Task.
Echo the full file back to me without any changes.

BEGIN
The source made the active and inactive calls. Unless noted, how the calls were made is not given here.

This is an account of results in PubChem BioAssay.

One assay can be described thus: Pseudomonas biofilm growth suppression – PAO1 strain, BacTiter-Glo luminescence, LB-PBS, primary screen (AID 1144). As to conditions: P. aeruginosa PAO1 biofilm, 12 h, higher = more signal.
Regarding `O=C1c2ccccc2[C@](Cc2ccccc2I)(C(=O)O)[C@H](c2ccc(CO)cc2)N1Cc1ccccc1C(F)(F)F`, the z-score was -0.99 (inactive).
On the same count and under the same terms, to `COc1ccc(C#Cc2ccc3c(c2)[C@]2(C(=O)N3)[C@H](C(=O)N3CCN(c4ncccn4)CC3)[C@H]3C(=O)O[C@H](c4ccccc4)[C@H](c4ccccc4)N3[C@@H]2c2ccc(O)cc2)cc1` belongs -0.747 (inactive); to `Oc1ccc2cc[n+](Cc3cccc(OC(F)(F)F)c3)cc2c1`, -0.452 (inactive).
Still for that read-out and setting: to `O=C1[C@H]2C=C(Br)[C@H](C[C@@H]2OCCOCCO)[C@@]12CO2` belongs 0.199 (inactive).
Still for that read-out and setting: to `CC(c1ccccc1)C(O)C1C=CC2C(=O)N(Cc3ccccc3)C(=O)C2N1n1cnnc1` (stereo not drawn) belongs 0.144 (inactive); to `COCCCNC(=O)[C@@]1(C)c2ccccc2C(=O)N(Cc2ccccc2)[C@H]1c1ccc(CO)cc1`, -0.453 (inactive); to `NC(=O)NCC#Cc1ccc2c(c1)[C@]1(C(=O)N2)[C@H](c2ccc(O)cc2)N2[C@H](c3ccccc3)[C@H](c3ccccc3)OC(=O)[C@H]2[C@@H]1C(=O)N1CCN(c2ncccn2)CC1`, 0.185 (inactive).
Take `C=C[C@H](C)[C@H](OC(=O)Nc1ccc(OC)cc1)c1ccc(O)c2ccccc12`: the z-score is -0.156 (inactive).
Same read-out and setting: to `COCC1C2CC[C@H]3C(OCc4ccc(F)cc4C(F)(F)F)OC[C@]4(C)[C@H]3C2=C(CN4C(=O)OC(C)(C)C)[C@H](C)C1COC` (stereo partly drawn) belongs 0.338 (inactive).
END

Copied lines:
The source made the active and inactive calls. Unless noted, how the calls were made is not given here.

This is an account of results in PubChem BioAssay.

One assay can be described thus: Pseudomonas biofilm growth suppression – PAO1 strain, BacTiter-Glo luminescence, LB-PBS, primary screen (AID 1144). As to conditions: P. aeruginosa PAO1 biofilm, 12 h, higher = more signal.
Regarding `O=C1c2ccccc2[C@](Cc2ccccc2I)(C(=O)O)[C@H](c2ccc(CO)cc2)N1Cc1ccccc1C(F)(F)F`, the z-score was -0.99 (inactive).
On the same count and under the same terms, to `COc1ccc(C#Cc2ccc3c(c2)[C@]2(C(=O)N3)[C@H](C(=O)N3CCN(c4ncccn4)CC3)[C@H]3C(=O)O[C@H](c4ccccc4)[C@H](c4ccccc4)N3[C@@H]2c2ccc(O)cc2)cc1` belongs -0.747 (inactive); to `Oc1ccc2cc[n+](Cc3cccc(OC(F)(F)F)c3)cc2c1`, -0.452 (inactive).
Still for that read-out and setting: to `O=C1[C@H]2C=C(Br)[C@H](C[C@@H]2OCCOCCO)[C@@]12CO2` belongs 0.199 (inactive).
Still for that read-out and setting: to `CC(c1ccccc1)C(O)C1C=CC2C(=O)N(Cc3ccccc3)C(=O)C2N1n1cnnc1` (stereo not drawn) belongs 0.144 (inactive); to `COCCCNC(=O)[C@@]1(C)c2ccccc2C(=O)N(Cc2ccccc2)[C@H]1c1ccc(CO)cc1`, -0.453 (inactive); to `NC(=O)NCC#Cc1ccc2c(c1)[C@]1(C(=O)N2)[C@H](c2ccc(O)cc2)N2[C@H](c3ccccc3)[C@H](c3ccccc3)OC(=O)[C@H]2[C@@H]1C(=O)N1CCN(c2ncccn2)CC1`, 0.185 (inactive).
Take `C=C[C@H](C)[C@H](OC(=O)Nc1ccc(OC)cc1)c1ccc(O)c2ccccc12`: the z-score is -0.156 (inactive).
Same read-out and setting: to `COCC1C2CC[C@H]3C(OCc4ccc(F)cc4C(F)(F)F)OC[C@]4(C)[C@H]3C2=C(CN4C(=O)OC(C)(C)C)[C@H](C)C1COC` (stereo partly drawn) belongs 0.338 (inactive).